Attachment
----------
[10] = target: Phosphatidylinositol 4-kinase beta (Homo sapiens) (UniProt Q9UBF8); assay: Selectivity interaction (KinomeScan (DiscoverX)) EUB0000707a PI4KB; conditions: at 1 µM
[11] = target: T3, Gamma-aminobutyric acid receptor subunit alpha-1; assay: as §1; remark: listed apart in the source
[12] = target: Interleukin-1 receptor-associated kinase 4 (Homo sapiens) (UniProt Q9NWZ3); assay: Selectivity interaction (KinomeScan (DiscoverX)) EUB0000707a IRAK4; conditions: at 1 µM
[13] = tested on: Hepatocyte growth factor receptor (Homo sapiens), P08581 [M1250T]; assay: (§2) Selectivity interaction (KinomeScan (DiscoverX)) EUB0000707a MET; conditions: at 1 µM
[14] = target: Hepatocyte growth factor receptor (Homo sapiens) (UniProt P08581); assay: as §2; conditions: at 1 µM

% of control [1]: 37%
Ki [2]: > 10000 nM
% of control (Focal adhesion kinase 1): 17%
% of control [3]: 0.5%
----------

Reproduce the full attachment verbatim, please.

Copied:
[10] = target: Phosphatidylinositol 4-kinase beta (Homo sapiens) (UniProt Q9UBF8); assay: Selectivity interaction (KinomeScan (DiscoverX)) EUB0000707a PI4KB; conditions: at 1 µM
[11] = target: T3, Gamma-aminobutyric acid receptor subunit alpha-1; assay: as §1; remark: listed apart in the source
[12] = target: Interleukin-1 receptor-associated kinase 4 (Homo sapiens) (UniProt Q9NWZ3); assay: Selectivity interaction (KinomeScan (DiscoverX)) EUB0000707a IRAK4; conditions: at 1 µM
[13] = tested on: Hepatocyte growth factor receptor (Homo sapiens), P08581 [M1250T]; assay: (§2) Selectivity interaction (KinomeScan (DiscoverX)) EUB0000707a MET; conditions: at 1 µM
[14] = target: Hepatocyte growth factor receptor (Homo sapiens) (UniProt P08581); assay: as §2; conditions: at 1 µM

% of control [1]: 37%
Ki [2]: > 10000 nM
% of control (Focal adhesion kinase 1): 17%
% of control [3]: 0.5%